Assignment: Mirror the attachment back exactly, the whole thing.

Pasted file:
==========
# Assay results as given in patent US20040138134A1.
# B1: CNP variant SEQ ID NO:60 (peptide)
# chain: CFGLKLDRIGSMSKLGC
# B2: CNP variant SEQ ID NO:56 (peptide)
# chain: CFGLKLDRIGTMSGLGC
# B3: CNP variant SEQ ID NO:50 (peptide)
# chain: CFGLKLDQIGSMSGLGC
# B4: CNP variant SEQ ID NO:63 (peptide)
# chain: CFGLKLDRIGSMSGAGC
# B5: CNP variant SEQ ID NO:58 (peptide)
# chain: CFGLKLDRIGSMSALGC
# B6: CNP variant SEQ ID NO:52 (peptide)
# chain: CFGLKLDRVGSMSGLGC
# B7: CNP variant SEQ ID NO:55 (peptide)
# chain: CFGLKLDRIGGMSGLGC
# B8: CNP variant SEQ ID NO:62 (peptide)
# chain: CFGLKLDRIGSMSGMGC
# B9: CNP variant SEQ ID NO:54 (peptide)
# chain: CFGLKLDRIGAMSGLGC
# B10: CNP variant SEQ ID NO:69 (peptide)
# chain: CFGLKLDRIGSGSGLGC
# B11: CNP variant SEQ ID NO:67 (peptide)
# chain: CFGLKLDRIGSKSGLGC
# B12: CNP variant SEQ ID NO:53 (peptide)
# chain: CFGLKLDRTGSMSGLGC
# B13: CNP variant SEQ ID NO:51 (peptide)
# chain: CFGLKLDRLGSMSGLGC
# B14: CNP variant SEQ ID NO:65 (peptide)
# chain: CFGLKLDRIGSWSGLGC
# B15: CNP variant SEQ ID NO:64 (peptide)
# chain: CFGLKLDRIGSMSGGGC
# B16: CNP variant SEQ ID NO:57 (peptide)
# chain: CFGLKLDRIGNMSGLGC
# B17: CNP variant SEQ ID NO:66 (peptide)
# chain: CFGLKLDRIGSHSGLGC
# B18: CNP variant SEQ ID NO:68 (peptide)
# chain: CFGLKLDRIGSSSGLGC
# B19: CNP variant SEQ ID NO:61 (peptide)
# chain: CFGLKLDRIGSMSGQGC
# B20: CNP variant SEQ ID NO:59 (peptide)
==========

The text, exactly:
# Assay results as given in patent US20040138134A1.
# B1: CNP variant SEQ ID NO:60 (peptide)
# chain: CFGLKLDRIGSMSKLGC
# B2: CNP variant SEQ ID NO:56 (peptide)
# chain: CFGLKLDRIGTMSGLGC
# B3: CNP variant SEQ ID NO:50 (peptide)
# chain: CFGLKLDQIGSMSGLGC
# B4: CNP variant SEQ ID NO:63 (peptide)
# chain: CFGLKLDRIGSMSGAGC
# B5: CNP variant SEQ ID NO:58 (peptide)
# chain: CFGLKLDRIGSMSALGC
# B6: CNP variant SEQ ID NO:52 (peptide)
# chain: CFGLKLDRVGSMSGLGC
# B7: CNP variant SEQ ID NO:55 (peptide)
# chain: CFGLKLDRIGGMSGLGC
# B8: CNP variant SEQ ID NO:62 (peptide)
# chain: CFGLKLDRIGSMSGMGC
# B9: CNP variant SEQ ID NO:54 (peptide)
# chain: CFGLKLDRIGAMSGLGC
# B10: CNP variant SEQ ID NO:69 (peptide)
# chain: CFGLKLDRIGSGSGLGC
# B11: CNP variant SEQ ID NO:67 (peptide)
# chain: CFGLKLDRIGSKSGLGC
# B12: CNP variant SEQ ID NO:53 (peptide)
# chain: CFGLKLDRTGSMSGLGC
# B13: CNP variant SEQ ID NO:51 (peptide)
# chain: CFGLKLDRLGSMSGLGC
# B14: CNP variant SEQ ID NO:65 (peptide)
# chain: CFGLKLDRIGSWSGLGC
# B15: CNP variant SEQ ID NO:64 (peptide)
# chain: CFGLKLDRIGSMSGGGC
# B16: CNP variant SEQ ID NO:57 (peptide)
# chain: CFGLKLDRIGNMSGLGC
# B17: CNP variant SEQ ID NO:66 (peptide)
# chain: CFGLKLDRIGSHSGLGC
# B18: CNP variant SEQ ID NO:68 (peptide)
# chain: CFGLKLDRIGSSSGLGC
# B19: CNP variant SEQ ID NO:61 (peptide)
# chain: CFGLKLDRIGSMSGQGC
# B20: CNP variant SEQ ID NO:59 (peptide)